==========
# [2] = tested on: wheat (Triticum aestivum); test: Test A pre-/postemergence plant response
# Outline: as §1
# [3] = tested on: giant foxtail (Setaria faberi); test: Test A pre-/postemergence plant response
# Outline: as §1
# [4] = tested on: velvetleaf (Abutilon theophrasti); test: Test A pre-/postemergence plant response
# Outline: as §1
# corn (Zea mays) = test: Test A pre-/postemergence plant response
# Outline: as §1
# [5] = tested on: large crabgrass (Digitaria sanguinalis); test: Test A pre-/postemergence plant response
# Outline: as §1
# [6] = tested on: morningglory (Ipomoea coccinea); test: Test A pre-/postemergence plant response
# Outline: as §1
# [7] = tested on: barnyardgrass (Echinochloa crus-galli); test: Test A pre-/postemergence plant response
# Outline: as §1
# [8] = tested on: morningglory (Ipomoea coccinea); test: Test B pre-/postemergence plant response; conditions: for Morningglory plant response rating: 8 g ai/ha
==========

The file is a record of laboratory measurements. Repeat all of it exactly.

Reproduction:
# [2] = tested on: wheat (Triticum aestivum); test: Test A pre-/postemergence plant response
# Outline: as §1
# [3] = tested on: giant foxtail (Setaria faberi); test: Test A pre-/postemergence plant response
# Outline: as §1
# [4] = tested on: velvetleaf (Abutilon theophrasti); test: Test A pre-/postemergence plant response
# Outline: as §1
# corn (Zea mays) = test: Test A pre-/postemergence plant response
# Outline: as §1
# [5] = tested on: large crabgrass (Digitaria sanguinalis); test: Test A pre-/postemergence plant response
# Outline: as §1
# [6] = tested on: morningglory (Ipomoea coccinea); test: Test A pre-/postemergence plant response
# Outline: as §1
# [7] = tested on: barnyardgrass (Echinochloa crus-galli); test: Test A pre-/postemergence plant response
# Outline: as §1
# [8] = tested on: morningglory (Ipomoea coccinea); test: Test B pre-/postemergence plant response; conditions: for Morningglory plant response rating: 8 g ai/ha